Sunday, January 04, 2004

American hospitals and doctors delivering unsafe health care

Jan. 5,2004 - Donald Berwick says our nation's world-class hospitals and doctors are delivering health care that is unsafe and unreliable. But his call to dismantle the system makes the medical establishment uneasy -- because he used to be part of it, according to a Boston Globe article on health care.

A respected voice in health care analysis, Berwicks vision is remarkable and he says attainable:
When you wanted to see your doctor, you would call in the morning and get an appointment that afternoon. And it would start on time, not an hour and three outdated People magazines later.
You would maintain control of your medical record, rather than needing a subpoena just to get a peek at it.
Hospitals would have genuine one-stop registration, and every employee would be trained to have the customer-service touch of a Ritz-Carlton concierge. No one would ask you to wear one of those open-backed johnnies.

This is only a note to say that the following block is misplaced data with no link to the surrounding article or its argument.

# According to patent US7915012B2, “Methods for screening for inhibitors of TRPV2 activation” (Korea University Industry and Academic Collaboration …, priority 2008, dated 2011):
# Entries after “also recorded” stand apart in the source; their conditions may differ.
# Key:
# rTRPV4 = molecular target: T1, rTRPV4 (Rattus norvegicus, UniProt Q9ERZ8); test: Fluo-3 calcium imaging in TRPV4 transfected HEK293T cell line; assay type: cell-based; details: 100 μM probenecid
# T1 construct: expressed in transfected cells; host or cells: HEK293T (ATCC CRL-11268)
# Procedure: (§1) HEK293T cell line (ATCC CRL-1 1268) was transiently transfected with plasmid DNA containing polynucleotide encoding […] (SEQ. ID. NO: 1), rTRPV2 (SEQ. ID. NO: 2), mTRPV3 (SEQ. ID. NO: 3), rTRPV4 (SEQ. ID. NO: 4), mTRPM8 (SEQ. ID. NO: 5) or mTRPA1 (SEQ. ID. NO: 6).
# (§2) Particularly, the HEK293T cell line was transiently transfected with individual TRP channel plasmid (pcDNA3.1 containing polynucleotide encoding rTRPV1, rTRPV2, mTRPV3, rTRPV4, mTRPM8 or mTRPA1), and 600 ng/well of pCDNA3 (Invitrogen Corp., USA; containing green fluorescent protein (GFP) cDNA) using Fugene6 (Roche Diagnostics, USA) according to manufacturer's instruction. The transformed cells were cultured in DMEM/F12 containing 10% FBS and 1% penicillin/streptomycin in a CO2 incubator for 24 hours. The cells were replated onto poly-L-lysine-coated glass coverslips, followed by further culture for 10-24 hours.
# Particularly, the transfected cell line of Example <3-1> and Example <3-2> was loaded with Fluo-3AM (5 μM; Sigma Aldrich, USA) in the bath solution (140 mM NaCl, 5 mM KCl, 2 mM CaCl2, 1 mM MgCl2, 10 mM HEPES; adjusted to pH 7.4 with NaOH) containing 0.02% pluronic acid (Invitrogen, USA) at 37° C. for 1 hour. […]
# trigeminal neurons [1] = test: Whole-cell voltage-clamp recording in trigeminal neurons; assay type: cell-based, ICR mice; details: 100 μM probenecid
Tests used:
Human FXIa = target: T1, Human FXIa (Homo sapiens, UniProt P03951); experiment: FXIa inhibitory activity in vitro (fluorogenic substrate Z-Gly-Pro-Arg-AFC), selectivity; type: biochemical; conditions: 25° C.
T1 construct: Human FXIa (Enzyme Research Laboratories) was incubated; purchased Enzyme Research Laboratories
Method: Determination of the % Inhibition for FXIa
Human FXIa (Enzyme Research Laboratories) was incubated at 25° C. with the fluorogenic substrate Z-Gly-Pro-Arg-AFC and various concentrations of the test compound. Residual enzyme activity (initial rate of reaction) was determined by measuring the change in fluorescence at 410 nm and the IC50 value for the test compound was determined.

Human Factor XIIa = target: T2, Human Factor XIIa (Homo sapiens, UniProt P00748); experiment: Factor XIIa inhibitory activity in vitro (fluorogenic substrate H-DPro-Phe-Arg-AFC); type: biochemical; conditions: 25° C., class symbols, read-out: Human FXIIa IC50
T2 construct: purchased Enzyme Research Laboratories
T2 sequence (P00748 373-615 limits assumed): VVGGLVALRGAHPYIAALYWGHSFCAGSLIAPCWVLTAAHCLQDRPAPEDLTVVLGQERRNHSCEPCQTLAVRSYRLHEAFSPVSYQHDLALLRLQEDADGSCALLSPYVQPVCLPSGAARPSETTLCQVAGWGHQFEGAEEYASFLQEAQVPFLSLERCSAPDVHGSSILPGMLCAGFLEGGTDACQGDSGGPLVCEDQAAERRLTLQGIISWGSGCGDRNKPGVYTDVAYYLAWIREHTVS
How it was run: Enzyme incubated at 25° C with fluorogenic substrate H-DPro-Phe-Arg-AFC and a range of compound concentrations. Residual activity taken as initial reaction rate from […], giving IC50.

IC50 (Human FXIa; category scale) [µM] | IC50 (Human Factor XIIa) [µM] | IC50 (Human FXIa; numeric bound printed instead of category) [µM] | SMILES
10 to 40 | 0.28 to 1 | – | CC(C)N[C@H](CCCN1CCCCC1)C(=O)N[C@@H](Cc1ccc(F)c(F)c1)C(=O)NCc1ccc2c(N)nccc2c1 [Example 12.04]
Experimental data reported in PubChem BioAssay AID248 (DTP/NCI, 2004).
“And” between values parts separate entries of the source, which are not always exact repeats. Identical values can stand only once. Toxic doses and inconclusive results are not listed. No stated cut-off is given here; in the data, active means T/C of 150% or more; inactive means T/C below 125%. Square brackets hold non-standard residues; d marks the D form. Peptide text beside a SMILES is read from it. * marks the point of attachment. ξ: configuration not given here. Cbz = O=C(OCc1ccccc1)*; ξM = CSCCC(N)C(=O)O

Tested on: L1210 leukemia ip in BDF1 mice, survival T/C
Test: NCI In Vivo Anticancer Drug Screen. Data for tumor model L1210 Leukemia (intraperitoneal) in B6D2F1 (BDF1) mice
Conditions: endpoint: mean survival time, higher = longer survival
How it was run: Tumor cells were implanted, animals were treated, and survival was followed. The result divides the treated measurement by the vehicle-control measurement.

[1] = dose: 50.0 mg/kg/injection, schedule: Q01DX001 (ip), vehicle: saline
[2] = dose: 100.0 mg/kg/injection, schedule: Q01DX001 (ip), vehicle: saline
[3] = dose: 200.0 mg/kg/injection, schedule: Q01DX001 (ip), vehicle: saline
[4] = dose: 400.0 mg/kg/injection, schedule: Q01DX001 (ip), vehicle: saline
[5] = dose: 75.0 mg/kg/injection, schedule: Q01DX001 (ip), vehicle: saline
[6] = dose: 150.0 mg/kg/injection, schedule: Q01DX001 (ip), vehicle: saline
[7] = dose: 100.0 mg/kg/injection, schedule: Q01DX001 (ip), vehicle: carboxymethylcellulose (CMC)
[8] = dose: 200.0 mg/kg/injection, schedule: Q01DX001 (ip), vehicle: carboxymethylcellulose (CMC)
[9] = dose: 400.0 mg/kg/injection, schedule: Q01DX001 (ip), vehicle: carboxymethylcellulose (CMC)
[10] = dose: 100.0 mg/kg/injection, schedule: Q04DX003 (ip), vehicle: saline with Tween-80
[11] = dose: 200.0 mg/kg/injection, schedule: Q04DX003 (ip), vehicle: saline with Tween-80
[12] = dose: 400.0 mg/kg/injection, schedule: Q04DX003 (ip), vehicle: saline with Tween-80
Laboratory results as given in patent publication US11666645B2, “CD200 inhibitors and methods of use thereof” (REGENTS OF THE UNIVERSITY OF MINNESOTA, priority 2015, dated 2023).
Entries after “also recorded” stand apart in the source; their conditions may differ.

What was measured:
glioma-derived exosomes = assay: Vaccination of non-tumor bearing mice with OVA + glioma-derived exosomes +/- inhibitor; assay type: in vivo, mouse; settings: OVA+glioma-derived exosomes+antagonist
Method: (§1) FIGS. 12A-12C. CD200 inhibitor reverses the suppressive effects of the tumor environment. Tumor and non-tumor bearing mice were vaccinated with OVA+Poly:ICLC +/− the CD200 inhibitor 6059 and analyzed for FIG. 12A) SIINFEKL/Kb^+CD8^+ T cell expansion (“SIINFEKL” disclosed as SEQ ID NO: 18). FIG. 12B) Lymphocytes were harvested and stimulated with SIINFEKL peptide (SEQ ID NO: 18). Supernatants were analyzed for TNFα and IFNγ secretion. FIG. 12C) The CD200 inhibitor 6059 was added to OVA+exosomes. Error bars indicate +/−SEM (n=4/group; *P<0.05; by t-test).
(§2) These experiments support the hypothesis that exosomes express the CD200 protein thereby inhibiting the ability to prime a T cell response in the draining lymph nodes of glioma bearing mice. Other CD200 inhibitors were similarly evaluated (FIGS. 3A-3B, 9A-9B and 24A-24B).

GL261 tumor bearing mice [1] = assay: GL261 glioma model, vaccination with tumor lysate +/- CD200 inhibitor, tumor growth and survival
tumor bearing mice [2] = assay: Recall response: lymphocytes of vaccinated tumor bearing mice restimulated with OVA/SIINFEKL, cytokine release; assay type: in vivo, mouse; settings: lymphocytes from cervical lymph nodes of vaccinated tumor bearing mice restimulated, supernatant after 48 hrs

Waiting would be kept to a minimum, because the hospital will have embraced flow management, anticipating rather than just reacting. There would be no visiting hours in the intensive care unit, since any family member could visit at any time.
Medication errors -- overdoses, allergic reactions, and other adverse responses -- would be all but eliminated by the universal adoption of computerized drug-ordering systems. Hospitals would impose a zero-tolerance policy for workers failing to wash their hands, a move that could save upward of 10,000 lives a year.
Communication and patient-advocacy systems would put an end to horror stories like the one involving the 5-year-old boy who died at Children's Hospital last year because each of his many doctors assumed another doctor was in charge.

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